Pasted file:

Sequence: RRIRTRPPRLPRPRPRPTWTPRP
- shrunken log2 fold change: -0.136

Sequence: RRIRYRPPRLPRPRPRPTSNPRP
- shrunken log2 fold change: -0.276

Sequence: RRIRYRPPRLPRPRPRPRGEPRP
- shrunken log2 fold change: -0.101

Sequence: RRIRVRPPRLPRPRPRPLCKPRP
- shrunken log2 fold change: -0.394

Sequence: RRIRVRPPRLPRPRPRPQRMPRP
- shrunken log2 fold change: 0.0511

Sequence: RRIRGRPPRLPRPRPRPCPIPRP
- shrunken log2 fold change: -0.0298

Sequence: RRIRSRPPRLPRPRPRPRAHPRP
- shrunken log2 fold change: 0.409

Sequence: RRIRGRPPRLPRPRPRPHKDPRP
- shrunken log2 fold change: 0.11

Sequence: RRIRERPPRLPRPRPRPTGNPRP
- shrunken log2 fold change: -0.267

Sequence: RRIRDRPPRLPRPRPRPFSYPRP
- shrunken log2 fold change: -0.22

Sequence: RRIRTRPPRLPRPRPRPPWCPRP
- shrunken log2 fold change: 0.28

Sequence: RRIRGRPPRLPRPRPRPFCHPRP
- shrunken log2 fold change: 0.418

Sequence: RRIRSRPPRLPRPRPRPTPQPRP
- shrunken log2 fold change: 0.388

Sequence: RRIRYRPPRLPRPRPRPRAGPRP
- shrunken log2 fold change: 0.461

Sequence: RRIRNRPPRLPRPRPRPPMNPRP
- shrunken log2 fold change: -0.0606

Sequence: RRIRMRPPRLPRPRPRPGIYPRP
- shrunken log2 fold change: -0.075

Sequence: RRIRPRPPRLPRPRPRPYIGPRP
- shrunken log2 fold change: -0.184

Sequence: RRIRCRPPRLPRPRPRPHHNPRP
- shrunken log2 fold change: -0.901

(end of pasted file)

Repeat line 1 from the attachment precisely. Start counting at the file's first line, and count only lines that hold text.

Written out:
Sequence: RRIRTRPPRLPRPRPRPTWTPRP